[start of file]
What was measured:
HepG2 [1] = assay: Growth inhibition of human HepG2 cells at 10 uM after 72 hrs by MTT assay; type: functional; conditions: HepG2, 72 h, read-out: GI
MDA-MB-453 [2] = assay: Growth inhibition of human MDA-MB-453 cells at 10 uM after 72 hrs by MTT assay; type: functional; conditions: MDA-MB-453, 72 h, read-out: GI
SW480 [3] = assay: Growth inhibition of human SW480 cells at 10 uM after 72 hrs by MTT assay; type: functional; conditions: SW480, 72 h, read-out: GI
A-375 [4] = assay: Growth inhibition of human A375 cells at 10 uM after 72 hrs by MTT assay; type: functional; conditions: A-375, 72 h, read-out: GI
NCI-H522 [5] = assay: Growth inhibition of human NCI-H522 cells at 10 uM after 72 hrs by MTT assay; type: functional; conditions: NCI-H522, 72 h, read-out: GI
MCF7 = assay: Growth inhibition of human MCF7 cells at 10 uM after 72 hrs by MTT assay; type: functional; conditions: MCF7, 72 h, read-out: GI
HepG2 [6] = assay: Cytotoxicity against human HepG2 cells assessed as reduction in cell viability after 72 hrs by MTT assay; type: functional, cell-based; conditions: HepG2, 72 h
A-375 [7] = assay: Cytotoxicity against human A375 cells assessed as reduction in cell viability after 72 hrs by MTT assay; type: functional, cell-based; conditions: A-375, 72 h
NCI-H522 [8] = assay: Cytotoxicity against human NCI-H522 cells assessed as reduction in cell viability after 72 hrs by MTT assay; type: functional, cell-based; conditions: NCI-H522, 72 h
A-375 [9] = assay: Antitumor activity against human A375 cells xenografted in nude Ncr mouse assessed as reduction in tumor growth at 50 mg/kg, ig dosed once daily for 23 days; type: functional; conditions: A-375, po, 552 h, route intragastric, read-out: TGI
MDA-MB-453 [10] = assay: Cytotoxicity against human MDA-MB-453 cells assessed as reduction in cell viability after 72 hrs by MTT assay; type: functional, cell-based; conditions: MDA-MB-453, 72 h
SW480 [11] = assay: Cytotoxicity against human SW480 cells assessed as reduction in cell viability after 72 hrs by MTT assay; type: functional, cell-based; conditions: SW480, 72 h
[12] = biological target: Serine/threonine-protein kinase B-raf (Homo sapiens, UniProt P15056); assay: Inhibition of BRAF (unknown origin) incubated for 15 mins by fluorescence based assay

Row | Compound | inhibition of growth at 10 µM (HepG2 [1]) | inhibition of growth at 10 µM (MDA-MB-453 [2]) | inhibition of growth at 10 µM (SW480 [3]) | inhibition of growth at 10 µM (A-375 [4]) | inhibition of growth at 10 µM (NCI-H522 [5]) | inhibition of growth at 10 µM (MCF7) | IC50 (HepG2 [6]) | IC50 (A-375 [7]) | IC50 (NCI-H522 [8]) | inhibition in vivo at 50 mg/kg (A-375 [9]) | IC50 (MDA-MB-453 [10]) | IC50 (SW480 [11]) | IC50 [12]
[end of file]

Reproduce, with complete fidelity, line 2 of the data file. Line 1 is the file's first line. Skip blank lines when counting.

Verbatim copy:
HepG2 [1] = assay: Growth inhibition of human HepG2 cells at 10 uM after 72 hrs by MTT assay; type: functional; conditions: HepG2, 72 h, read-out: GI